Self-control: It’s the ability to express yourself with clarity, honestly, and calmness. It’s making the choice to communicate with your partner through mutual respect, knowing that it’d be much easier to lash out at him/her or lying that everything is okay so you don’t have to do the hard work. To be honest with you, there are still days when it’s difficult for me to practice self-control. Those are times when I give in to my anger and then become very critical of myself for failing. Other times, I’m more in tune with my emotions and so I do better in managing them. Self-control is a process of making mistakes and learning to bring out the best in you and your partner through trial and error.
Taking Ownership: Assertive communication requires couples to be real about how they feel. It means not sweeping things under the rug to avoid confrontation. Assertive couples are in sync with their emotions, understand the needs behind them, and communicate those needs clearly with each other. When you take ownership of your feelings, you’re communicating with your partner that “I don’t blame you for the way I feel. I’m responsible for my own feelings and I choose to share them with you.” Because there is no place for blame in your ownership, there is no need for you and your partner to feel guarded against each other. Imagine how much freedom you and your partner will have to grow in the relationship?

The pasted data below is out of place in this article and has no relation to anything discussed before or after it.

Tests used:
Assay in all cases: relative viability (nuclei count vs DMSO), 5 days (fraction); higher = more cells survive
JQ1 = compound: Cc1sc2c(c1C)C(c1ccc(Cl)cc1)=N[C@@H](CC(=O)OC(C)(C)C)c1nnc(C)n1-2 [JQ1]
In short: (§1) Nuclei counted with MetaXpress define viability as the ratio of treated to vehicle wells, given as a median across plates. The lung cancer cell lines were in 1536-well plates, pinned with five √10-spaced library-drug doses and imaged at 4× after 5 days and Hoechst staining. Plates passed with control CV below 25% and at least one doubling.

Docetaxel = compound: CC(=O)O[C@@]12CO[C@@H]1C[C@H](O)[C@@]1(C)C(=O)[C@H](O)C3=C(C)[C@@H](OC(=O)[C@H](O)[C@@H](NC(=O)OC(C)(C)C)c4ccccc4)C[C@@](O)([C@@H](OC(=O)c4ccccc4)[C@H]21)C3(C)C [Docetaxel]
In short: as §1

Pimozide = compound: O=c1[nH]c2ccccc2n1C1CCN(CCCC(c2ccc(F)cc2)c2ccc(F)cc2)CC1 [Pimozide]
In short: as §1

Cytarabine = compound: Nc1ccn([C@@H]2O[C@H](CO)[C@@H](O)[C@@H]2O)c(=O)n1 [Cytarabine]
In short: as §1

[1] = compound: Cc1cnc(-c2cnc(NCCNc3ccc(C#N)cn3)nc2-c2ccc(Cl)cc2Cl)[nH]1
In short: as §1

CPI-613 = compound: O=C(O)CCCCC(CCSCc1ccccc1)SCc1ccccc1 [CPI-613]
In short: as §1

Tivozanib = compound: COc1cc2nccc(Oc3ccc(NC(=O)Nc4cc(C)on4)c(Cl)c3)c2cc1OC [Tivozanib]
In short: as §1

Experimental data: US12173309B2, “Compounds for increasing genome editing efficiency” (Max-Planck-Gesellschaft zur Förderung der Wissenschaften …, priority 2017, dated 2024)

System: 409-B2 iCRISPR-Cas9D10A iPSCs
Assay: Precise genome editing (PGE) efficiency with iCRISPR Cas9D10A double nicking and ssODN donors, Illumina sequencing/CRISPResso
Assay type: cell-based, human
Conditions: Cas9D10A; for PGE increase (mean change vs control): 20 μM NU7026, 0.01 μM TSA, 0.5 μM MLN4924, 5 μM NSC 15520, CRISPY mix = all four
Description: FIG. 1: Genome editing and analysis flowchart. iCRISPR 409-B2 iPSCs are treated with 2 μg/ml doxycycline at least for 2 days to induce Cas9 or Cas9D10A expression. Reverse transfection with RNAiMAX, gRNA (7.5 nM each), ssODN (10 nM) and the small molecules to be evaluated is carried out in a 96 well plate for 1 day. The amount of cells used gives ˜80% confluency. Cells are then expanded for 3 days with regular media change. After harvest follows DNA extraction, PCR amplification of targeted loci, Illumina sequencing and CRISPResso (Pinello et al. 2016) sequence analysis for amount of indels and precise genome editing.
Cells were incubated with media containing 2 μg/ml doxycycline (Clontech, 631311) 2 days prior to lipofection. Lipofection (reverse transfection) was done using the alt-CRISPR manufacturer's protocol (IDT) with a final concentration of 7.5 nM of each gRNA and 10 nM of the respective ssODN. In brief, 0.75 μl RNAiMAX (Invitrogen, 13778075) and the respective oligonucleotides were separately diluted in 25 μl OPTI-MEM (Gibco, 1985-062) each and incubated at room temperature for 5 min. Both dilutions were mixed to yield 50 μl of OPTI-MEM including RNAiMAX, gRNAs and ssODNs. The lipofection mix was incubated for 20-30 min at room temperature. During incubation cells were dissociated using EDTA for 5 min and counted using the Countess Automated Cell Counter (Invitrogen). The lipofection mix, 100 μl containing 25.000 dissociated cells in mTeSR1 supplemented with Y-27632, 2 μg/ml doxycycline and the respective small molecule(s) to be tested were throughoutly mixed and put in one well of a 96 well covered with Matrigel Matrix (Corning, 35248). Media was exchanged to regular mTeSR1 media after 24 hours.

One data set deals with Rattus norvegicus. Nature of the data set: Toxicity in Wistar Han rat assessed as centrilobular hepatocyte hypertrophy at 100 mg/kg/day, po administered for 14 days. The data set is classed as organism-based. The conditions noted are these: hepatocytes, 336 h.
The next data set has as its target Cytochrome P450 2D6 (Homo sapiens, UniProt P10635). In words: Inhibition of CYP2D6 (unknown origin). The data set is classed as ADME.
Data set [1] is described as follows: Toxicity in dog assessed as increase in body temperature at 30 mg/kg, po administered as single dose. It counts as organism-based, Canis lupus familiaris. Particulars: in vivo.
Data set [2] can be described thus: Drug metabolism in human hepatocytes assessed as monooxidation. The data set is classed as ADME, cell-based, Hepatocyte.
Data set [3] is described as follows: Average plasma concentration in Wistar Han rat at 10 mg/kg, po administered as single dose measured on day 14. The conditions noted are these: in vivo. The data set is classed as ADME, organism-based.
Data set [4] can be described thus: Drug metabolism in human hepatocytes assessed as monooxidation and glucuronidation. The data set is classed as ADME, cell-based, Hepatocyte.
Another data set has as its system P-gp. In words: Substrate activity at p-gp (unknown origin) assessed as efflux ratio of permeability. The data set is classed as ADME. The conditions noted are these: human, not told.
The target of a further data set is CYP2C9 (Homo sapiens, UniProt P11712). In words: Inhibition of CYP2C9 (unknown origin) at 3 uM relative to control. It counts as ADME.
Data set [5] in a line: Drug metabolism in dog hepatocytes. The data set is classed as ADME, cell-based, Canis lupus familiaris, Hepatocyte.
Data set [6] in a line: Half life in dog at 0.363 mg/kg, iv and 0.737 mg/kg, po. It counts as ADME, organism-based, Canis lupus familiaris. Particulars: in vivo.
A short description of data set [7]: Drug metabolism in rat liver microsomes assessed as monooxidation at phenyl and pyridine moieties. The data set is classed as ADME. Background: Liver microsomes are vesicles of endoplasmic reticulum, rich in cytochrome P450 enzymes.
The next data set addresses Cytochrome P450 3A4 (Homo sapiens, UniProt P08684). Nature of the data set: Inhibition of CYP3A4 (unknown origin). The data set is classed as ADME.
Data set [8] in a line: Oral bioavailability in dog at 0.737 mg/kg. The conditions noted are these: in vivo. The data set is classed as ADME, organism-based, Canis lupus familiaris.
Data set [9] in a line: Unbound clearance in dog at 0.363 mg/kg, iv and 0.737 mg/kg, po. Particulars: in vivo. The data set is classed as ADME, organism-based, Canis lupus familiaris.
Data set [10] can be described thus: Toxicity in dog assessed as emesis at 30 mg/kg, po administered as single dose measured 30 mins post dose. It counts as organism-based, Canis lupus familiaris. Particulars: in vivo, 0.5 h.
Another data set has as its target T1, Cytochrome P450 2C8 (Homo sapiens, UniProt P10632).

No-judgmental Stand: What do you do when you feel judged by another person? Shut down? Feel the need to defend yourself? Become angry? Or get back at that person by humiliating them? Now what do you think your partner will do when he/she feels judged by you? I think you get the point. No one likes to be judged, especially in an intimate relationship. If you want to receive your partner’s cooperation, make him/her your ally. Couples report that they do best when they feel heard and understood by their partner; they turn away or turn to someone else when they feel judged or invalidated in the relationship. So, next time your partner shares something with you, remember: don’t judge!
Confidence: Being confident is a gesture of telling your partner that you know your self-worth and you value your own needs. There may be times you doubt your decision of standing up for yourself, but stick to your guns! If you feel the need to speak up, it means there is a potential boundary violation that makes you feel an urgency to express yourself. Trust your gut! As long as you don’t diminish your partner’s needs or put him/her down for your gain, be confident in your ability to make judgment.
The Messages behind Assertive Communication:
Conflict is a normal part of any relationship: Healthy couples understand that conflicts happen in the relationship. They don’t try to avoid it by being too passive or confront it by being too aggressive towards their partner. Assertive couples accept that avoidance or confrontation are negative ways of getting what they want. As such, partners choose to communicate their differences assertively through mutual respect.